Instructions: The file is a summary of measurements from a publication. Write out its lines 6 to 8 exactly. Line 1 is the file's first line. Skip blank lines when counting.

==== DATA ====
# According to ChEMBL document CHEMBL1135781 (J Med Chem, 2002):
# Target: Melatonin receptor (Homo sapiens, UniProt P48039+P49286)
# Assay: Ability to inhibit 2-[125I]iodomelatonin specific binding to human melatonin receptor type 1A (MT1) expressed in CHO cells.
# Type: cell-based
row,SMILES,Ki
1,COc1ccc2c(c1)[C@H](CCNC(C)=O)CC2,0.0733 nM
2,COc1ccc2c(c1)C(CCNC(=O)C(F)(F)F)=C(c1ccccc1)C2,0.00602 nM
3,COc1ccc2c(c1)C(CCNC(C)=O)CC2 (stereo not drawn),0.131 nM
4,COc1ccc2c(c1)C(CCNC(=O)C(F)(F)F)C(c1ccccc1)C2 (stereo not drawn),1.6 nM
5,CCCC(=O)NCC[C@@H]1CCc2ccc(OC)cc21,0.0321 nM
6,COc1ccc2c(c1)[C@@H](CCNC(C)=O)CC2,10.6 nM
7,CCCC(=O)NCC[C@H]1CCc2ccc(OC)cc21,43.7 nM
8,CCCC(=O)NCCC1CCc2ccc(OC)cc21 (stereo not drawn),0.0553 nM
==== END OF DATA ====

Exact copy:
1,COc1ccc2c(c1)[C@H](CCNC(C)=O)CC2,0.0733 nM
2,COc1ccc2c(c1)C(CCNC(=O)C(F)(F)F)=C(c1ccccc1)C2,0.00602 nM
3,COc1ccc2c(c1)C(CCNC(C)=O)CC2 (stereo not drawn),0.131 nM